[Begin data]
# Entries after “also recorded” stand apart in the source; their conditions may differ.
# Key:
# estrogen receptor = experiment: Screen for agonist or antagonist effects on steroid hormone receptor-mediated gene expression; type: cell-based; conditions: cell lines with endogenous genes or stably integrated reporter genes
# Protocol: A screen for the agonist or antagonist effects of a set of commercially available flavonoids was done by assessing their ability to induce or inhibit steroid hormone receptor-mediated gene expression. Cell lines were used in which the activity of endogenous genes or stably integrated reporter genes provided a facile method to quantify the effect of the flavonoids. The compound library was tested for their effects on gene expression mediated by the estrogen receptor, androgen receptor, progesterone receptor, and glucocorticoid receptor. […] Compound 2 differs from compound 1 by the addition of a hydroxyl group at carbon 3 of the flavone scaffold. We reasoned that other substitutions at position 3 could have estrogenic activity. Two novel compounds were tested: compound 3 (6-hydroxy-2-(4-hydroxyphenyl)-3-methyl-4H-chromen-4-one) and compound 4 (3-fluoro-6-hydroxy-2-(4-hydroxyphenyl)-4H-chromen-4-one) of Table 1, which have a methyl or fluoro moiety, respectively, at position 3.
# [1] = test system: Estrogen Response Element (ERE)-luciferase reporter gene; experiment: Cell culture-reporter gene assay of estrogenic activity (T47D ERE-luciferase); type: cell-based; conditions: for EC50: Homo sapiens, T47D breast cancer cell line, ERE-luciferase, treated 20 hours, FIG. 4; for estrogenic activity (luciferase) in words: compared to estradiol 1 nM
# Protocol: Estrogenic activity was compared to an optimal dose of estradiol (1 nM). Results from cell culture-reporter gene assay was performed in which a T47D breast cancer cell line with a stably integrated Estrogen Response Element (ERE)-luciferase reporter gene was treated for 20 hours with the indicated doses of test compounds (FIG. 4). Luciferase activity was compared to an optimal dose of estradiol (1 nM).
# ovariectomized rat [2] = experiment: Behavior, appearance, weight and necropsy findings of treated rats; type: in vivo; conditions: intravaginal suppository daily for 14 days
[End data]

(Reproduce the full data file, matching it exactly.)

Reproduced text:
# Entries after “also recorded” stand apart in the source; their conditions may differ.
# Key:
# estrogen receptor = experiment: Screen for agonist or antagonist effects on steroid hormone receptor-mediated gene expression; type: cell-based; conditions: cell lines with endogenous genes or stably integrated reporter genes
# Protocol: A screen for the agonist or antagonist effects of a set of commercially available flavonoids was done by assessing their ability to induce or inhibit steroid hormone receptor-mediated gene expression. Cell lines were used in which the activity of endogenous genes or stably integrated reporter genes provided a facile method to quantify the effect of the flavonoids. The compound library was tested for their effects on gene expression mediated by the estrogen receptor, androgen receptor, progesterone receptor, and glucocorticoid receptor. […] Compound 2 differs from compound 1 by the addition of a hydroxyl group at carbon 3 of the flavone scaffold. We reasoned that other substitutions at position 3 could have estrogenic activity. Two novel compounds were tested: compound 3 (6-hydroxy-2-(4-hydroxyphenyl)-3-methyl-4H-chromen-4-one) and compound 4 (3-fluoro-6-hydroxy-2-(4-hydroxyphenyl)-4H-chromen-4-one) of Table 1, which have a methyl or fluoro moiety, respectively, at position 3.
# [1] = test system: Estrogen Response Element (ERE)-luciferase reporter gene; experiment: Cell culture-reporter gene assay of estrogenic activity (T47D ERE-luciferase); type: cell-based; conditions: for EC50: Homo sapiens, T47D breast cancer cell line, ERE-luciferase, treated 20 hours, FIG. 4; for estrogenic activity (luciferase) in words: compared to estradiol 1 nM
# Protocol: Estrogenic activity was compared to an optimal dose of estradiol (1 nM). Results from cell culture-reporter gene assay was performed in which a T47D breast cancer cell line with a stably integrated Estrogen Response Element (ERE)-luciferase reporter gene was treated for 20 hours with the indicated doses of test compounds (FIG. 4). Luciferase activity was compared to an optimal dose of estradiol (1 nM).
# ovariectomized rat [2] = experiment: Behavior, appearance, weight and necropsy findings of treated rats; type: in vivo; conditions: intravaginal suppository daily for 14 days